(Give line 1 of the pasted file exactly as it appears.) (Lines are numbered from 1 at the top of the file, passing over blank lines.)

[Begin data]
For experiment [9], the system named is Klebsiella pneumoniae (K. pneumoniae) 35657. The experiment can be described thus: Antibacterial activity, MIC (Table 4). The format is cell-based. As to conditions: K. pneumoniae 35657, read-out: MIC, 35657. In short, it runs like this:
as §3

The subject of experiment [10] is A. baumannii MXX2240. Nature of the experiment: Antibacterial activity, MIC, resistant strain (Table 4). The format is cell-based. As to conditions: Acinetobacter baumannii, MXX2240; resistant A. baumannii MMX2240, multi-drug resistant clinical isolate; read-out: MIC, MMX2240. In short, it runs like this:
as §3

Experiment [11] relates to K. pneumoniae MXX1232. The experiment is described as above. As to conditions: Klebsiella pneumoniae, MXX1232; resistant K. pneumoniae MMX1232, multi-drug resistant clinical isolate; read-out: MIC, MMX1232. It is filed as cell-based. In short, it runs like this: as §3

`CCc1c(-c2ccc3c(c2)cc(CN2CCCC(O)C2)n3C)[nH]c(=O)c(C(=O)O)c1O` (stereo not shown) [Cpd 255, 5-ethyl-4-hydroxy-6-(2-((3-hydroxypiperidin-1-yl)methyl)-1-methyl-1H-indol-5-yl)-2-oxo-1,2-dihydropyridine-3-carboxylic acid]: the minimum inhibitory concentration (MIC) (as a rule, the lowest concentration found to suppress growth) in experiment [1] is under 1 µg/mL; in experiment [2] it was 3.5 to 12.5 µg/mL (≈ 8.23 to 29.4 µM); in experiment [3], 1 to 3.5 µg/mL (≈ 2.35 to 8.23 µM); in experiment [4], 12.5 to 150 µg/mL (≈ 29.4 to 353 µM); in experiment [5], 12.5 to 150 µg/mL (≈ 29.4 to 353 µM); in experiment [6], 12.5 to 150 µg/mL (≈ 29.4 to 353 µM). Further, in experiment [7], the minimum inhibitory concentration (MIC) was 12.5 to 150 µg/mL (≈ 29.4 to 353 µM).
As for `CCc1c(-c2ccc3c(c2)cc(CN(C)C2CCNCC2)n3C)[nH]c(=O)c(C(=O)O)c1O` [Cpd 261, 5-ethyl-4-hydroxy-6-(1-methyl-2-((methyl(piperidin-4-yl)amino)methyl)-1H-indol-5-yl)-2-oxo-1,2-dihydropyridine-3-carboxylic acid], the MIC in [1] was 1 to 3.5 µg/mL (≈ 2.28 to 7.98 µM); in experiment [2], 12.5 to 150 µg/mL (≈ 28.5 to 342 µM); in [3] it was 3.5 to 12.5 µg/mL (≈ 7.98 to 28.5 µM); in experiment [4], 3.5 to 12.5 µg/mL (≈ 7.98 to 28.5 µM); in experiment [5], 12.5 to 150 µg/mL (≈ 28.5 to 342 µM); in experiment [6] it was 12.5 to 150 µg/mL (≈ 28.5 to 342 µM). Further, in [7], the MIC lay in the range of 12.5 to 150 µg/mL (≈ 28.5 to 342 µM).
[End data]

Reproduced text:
For experiment [9], the system named is Klebsiella pneumoniae (K. pneumoniae) 35657. The experiment can be described thus: Antibacterial activity, MIC (Table 4). The format is cell-based. As to conditions: K. pneumoniae 35657, read-out: MIC, 35657. In short, it runs like this: